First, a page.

Best And Worst Performers

Though life sciences companies dominated the overall US IPO market in terms of both number of issuances and overall returns, individual company results showed great variation. Life sciences companies represented eight of the 10 top-performing IPOs. At the same time, five out of 10 of the worst-performing companies were smaller life science companies in competitive markets.

Best-Performing US IPOs

Worst-Performing US IPOs

Timing the IPO Window

Despite the IPO boom, life sciences companies faced increasing valuation pressure as the year progressed, making it harder for some to achieve their targets. Overall, 2014 IPOs priced on average at 7.2 percent below their midpoint, while 40 percent of companies came to market below their proposed range, the second highest percentage in the past decade. Biotechnology in particular felt the heat: Of 69 biotech offerings, 46 percent priced below range, 8 points higher than 2013 but still below historical averages. Between 2007 and 2012, no biotech IPO priced above its range; however, there were eight in 2014, up from five in 2013.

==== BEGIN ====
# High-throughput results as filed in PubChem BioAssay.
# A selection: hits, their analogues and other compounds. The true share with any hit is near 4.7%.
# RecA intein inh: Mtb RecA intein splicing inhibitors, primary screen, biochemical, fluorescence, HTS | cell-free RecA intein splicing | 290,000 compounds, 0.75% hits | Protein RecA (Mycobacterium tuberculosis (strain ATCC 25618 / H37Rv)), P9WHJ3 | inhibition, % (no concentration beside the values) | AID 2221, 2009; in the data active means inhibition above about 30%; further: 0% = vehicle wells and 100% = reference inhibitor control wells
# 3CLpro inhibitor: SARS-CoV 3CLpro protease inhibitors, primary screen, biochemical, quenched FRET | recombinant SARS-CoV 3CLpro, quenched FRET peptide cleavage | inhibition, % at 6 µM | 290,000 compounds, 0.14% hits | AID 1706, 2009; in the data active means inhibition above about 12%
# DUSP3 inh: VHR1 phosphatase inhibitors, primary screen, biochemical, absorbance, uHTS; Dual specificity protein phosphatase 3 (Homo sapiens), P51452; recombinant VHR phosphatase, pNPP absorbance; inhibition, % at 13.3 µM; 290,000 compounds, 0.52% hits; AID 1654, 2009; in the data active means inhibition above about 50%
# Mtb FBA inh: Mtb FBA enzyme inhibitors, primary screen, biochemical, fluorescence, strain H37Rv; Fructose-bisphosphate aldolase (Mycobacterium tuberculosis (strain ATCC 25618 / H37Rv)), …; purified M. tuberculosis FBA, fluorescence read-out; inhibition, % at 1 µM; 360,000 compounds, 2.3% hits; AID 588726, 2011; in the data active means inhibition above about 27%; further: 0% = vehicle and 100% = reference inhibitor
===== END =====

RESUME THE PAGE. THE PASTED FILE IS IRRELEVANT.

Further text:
The volatile environment created some challenges for life sciences companies seeking to go public, and some fared better than others. For example, Juno Therapeutics, which is developing cancer treatments, priced 45 percent above its original midpoint (the year's second highest premium behind Castlight Health) and raised $265 million at a valuation of over $2 billion. This makes Juno Therapeutics the largest biotech IPO in at least 15 years, both in terms of deal size and market cap. In contrast, NeuroDerm Ltd., which is working on a new drug formulation for Parkinson’s disease, priced almost 25 percent below its proposed price range.

A number companies, such as Vyrix Pharmaceuticals (owned by Ampio Pharmaceuticals Inc.), were forced to withdraw their IPO. Others, such as Xenon Pharmaceuticals Inc., postponed their offering, then reentered and sold shares at a discount, and many other life science companies are struggling to maintain value. Dermira Inc., for example, raised $125 million in October while priced at the high end of its range, but it now trades about 1.5 percent above the offer price.

2015: Another Record Year?

Despite these market pressures, the overall strong returns for life sciences companies coupled with an IPO pipeline of more than 100 companies seeking to raise $19 billion (including highfliers such as Inovalon Inc., a cloud-based health care data and analytics platform that hopes to raise $500 million in a coming IPO) suggest that 2015 could be another banner year for life sciences companies. Industry watchers also believe that life science companies will dominate merger and acquisition activity, which is expected to heat up over the next year as companies seek additional capital to grow their businesses.